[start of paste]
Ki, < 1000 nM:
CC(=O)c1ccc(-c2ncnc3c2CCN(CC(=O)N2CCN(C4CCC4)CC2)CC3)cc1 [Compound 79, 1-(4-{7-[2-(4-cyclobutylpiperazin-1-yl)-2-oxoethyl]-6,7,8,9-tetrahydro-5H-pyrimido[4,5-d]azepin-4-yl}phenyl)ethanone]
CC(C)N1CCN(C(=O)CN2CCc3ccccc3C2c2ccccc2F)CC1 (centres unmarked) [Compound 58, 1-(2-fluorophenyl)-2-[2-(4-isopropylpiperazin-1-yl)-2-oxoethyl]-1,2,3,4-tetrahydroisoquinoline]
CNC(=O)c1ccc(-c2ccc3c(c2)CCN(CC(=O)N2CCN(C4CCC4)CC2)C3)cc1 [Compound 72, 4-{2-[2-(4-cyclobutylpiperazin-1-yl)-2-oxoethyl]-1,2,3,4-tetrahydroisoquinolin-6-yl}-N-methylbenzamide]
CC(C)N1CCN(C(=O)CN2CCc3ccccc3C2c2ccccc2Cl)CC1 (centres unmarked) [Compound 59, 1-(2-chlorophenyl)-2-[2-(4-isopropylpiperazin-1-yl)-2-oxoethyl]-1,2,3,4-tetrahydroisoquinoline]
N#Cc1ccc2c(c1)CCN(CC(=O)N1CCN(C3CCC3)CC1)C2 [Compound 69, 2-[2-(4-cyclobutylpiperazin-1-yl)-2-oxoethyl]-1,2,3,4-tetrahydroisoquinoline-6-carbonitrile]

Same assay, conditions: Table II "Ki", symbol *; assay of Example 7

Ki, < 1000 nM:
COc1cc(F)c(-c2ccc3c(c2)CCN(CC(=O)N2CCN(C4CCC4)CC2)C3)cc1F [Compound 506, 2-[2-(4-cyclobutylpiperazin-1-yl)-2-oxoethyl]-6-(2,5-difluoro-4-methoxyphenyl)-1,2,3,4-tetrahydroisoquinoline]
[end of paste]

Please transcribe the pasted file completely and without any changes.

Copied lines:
Ki, < 1000 nM:
CC(=O)c1ccc(-c2ncnc3c2CCN(CC(=O)N2CCN(C4CCC4)CC2)CC3)cc1 [Compound 79, 1-(4-{7-[2-(4-cyclobutylpiperazin-1-yl)-2-oxoethyl]-6,7,8,9-tetrahydro-5H-pyrimido[4,5-d]azepin-4-yl}phenyl)ethanone]
CC(C)N1CCN(C(=O)CN2CCc3ccccc3C2c2ccccc2F)CC1 (centres unmarked) [Compound 58, 1-(2-fluorophenyl)-2-[2-(4-isopropylpiperazin-1-yl)-2-oxoethyl]-1,2,3,4-tetrahydroisoquinoline]
CNC(=O)c1ccc(-c2ccc3c(c2)CCN(CC(=O)N2CCN(C4CCC4)CC2)C3)cc1 [Compound 72, 4-{2-[2-(4-cyclobutylpiperazin-1-yl)-2-oxoethyl]-1,2,3,4-tetrahydroisoquinolin-6-yl}-N-methylbenzamide]
CC(C)N1CCN(C(=O)CN2CCc3ccccc3C2c2ccccc2Cl)CC1 (centres unmarked) [Compound 59, 1-(2-chlorophenyl)-2-[2-(4-isopropylpiperazin-1-yl)-2-oxoethyl]-1,2,3,4-tetrahydroisoquinoline]
N#Cc1ccc2c(c1)CCN(CC(=O)N1CCN(C3CCC3)CC1)C2 [Compound 69, 2-[2-(4-cyclobutylpiperazin-1-yl)-2-oxoethyl]-1,2,3,4-tetrahydroisoquinoline-6-carbonitrile]

Same assay, conditions: Table II "Ki", symbol *; assay of Example 7

Ki, < 1000 nM:
COc1cc(F)c(-c2ccc3c(c2)CCN(CC(=O)N2CCN(C4CCC4)CC2)C3)cc1F [Compound 506, 2-[2-(4-cyclobutylpiperazin-1-yl)-2-oxoethyl]-6-(2,5-difluoro-4-methoxyphenyl)-1,2,3,4-tetrahydroisoquinoline]